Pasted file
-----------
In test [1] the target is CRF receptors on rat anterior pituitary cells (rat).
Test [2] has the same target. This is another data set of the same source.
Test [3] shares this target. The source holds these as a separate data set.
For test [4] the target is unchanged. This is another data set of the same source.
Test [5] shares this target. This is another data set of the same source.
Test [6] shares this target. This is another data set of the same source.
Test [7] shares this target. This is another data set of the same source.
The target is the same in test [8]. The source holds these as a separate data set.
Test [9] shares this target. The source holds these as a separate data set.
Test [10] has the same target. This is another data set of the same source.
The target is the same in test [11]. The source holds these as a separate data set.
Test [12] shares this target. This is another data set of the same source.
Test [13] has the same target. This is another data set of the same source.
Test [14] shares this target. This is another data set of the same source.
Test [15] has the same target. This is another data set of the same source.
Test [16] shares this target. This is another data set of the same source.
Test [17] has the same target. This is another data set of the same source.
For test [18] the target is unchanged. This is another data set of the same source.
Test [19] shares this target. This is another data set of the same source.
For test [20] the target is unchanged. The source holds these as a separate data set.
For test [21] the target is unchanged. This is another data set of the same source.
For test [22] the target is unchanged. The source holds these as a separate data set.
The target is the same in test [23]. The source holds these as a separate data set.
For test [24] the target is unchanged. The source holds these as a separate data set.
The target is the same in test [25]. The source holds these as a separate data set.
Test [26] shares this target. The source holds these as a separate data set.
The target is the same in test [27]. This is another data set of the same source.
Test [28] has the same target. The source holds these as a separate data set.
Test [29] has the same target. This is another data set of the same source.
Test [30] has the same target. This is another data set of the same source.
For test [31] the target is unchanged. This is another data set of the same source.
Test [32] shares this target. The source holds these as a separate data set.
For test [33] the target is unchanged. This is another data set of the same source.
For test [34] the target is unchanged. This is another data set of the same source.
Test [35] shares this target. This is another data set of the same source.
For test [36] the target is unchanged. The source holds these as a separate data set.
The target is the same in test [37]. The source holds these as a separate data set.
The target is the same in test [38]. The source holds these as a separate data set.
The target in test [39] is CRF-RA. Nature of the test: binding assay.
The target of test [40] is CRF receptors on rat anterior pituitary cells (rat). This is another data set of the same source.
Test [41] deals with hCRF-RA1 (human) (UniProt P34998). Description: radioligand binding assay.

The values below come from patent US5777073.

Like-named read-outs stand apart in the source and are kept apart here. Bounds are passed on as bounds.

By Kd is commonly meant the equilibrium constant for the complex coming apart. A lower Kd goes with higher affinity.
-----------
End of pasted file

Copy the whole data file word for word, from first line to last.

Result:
In test [1] the target is CRF receptors on rat anterior pituitary cells (rat).
Test [2] has the same target. This is another data set of the same source.
Test [3] shares this target. The source holds these as a separate data set.
For test [4] the target is unchanged. This is another data set of the same source.
Test [5] shares this target. This is another data set of the same source.
Test [6] shares this target. This is another data set of the same source.
Test [7] shares this target. This is another data set of the same source.
The target is the same in test [8]. The source holds these as a separate data set.
Test [9] shares this target. The source holds these as a separate data set.
Test [10] has the same target. This is another data set of the same source.
The target is the same in test [11]. The source holds these as a separate data set.
Test [12] shares this target. This is another data set of the same source.
Test [13] has the same target. This is another data set of the same source.
Test [14] shares this target. This is another data set of the same source.
Test [15] has the same target. This is another data set of the same source.
Test [16] shares this target. This is another data set of the same source.
Test [17] has the same target. This is another data set of the same source.
For test [18] the target is unchanged. This is another data set of the same source.
Test [19] shares this target. This is another data set of the same source.
For test [20] the target is unchanged. The source holds these as a separate data set.
For test [21] the target is unchanged. This is another data set of the same source.
For test [22] the target is unchanged. The source holds these as a separate data set.
The target is the same in test [23]. The source holds these as a separate data set.
For test [24] the target is unchanged. The source holds these as a separate data set.
The target is the same in test [25]. The source holds these as a separate data set.
Test [26] shares this target. The source holds these as a separate data set.
The target is the same in test [27]. This is another data set of the same source.
Test [28] has the same target. The source holds these as a separate data set.
Test [29] has the same target. This is another data set of the same source.
Test [30] has the same target. This is another data set of the same source.
For test [31] the target is unchanged. This is another data set of the same source.
Test [32] shares this target. The source holds these as a separate data set.
For test [33] the target is unchanged. This is another data set of the same source.
For test [34] the target is unchanged. This is another data set of the same source.
Test [35] shares this target. This is another data set of the same source.
For test [36] the target is unchanged. The source holds these as a separate data set.
The target is the same in test [37]. The source holds these as a separate data set.
The target is the same in test [38]. The source holds these as a separate data set.
The target in test [39] is CRF-RA. Nature of the test: binding assay.
The target of test [40] is CRF receptors on rat anterior pituitary cells (rat). This is another data set of the same source.
Test [41] deals with hCRF-RA1 (human) (UniProt P34998). Description: radioligand binding assay.

The values below come from patent US5777073.

Like-named read-outs stand apart in the source and are kept apart here. Bounds are passed on as bounds.

By Kd is commonly meant the equilibrium constant for the complex coming apart. A lower Kd goes with higher affinity.